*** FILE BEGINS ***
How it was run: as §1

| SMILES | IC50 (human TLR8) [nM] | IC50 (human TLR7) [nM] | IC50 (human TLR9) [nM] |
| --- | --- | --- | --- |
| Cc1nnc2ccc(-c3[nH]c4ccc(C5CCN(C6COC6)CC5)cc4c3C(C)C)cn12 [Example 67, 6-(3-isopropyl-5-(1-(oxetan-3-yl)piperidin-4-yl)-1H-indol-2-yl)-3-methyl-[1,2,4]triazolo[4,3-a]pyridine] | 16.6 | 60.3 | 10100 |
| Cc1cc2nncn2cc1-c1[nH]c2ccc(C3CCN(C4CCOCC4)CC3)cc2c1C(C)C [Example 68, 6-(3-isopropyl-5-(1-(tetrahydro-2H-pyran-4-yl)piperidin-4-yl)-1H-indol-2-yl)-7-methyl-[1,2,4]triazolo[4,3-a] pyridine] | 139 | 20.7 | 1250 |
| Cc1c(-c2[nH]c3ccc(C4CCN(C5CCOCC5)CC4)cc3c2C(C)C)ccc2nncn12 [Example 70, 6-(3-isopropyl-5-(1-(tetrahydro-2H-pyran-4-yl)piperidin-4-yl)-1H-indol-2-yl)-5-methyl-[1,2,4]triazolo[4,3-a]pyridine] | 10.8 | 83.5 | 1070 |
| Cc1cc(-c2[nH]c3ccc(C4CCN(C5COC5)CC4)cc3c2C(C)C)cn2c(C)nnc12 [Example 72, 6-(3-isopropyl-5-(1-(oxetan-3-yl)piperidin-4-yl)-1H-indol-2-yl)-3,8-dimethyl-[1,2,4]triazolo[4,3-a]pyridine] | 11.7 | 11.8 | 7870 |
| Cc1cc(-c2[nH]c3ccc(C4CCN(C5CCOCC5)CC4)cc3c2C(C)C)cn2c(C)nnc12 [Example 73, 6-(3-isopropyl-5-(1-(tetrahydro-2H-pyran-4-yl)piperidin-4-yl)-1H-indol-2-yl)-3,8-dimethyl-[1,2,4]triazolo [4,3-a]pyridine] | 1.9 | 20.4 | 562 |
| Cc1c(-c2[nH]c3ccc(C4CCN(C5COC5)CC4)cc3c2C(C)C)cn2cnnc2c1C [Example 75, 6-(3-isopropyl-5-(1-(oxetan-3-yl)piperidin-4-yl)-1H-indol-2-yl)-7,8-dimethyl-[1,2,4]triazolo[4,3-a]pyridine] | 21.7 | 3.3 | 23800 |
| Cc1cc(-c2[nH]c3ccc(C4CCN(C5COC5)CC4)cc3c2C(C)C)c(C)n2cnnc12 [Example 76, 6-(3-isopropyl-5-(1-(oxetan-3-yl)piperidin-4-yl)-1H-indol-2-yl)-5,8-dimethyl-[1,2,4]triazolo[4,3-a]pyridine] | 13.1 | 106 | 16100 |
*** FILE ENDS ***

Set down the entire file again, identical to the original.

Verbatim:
How it was run: as §1

| SMILES | IC50 (human TLR8) [nM] | IC50 (human TLR7) [nM] | IC50 (human TLR9) [nM] |
| --- | --- | --- | --- |
| Cc1nnc2ccc(-c3[nH]c4ccc(C5CCN(C6COC6)CC5)cc4c3C(C)C)cn12 [Example 67, 6-(3-isopropyl-5-(1-(oxetan-3-yl)piperidin-4-yl)-1H-indol-2-yl)-3-methyl-[1,2,4]triazolo[4,3-a]pyridine] | 16.6 | 60.3 | 10100 |
| Cc1cc2nncn2cc1-c1[nH]c2ccc(C3CCN(C4CCOCC4)CC3)cc2c1C(C)C [Example 68, 6-(3-isopropyl-5-(1-(tetrahydro-2H-pyran-4-yl)piperidin-4-yl)-1H-indol-2-yl)-7-methyl-[1,2,4]triazolo[4,3-a] pyridine] | 139 | 20.7 | 1250 |
| Cc1c(-c2[nH]c3ccc(C4CCN(C5CCOCC5)CC4)cc3c2C(C)C)ccc2nncn12 [Example 70, 6-(3-isopropyl-5-(1-(tetrahydro-2H-pyran-4-yl)piperidin-4-yl)-1H-indol-2-yl)-5-methyl-[1,2,4]triazolo[4,3-a]pyridine] | 10.8 | 83.5 | 1070 |
| Cc1cc(-c2[nH]c3ccc(C4CCN(C5COC5)CC4)cc3c2C(C)C)cn2c(C)nnc12 [Example 72, 6-(3-isopropyl-5-(1-(oxetan-3-yl)piperidin-4-yl)-1H-indol-2-yl)-3,8-dimethyl-[1,2,4]triazolo[4,3-a]pyridine] | 11.7 | 11.8 | 7870 |
| Cc1cc(-c2[nH]c3ccc(C4CCN(C5CCOCC5)CC4)cc3c2C(C)C)cn2c(C)nnc12 [Example 73, 6-(3-isopropyl-5-(1-(tetrahydro-2H-pyran-4-yl)piperidin-4-yl)-1H-indol-2-yl)-3,8-dimethyl-[1,2,4]triazolo [4,3-a]pyridine] | 1.9 | 20.4 | 562 |
| Cc1c(-c2[nH]c3ccc(C4CCN(C5COC5)CC4)cc3c2C(C)C)cn2cnnc2c1C [Example 75, 6-(3-isopropyl-5-(1-(oxetan-3-yl)piperidin-4-yl)-1H-indol-2-yl)-7,8-dimethyl-[1,2,4]triazolo[4,3-a]pyridine] | 21.7 | 3.3 | 23800 |
| Cc1cc(-c2[nH]c3ccc(C4CCN(C5COC5)CC4)cc3c2C(C)C)c(C)n2cnnc12 [Example 76, 6-(3-isopropyl-5-(1-(oxetan-3-yl)piperidin-4-yl)-1H-indol-2-yl)-5,8-dimethyl-[1,2,4]triazolo[4,3-a]pyridine] | 13.1 | 106 | 16100 |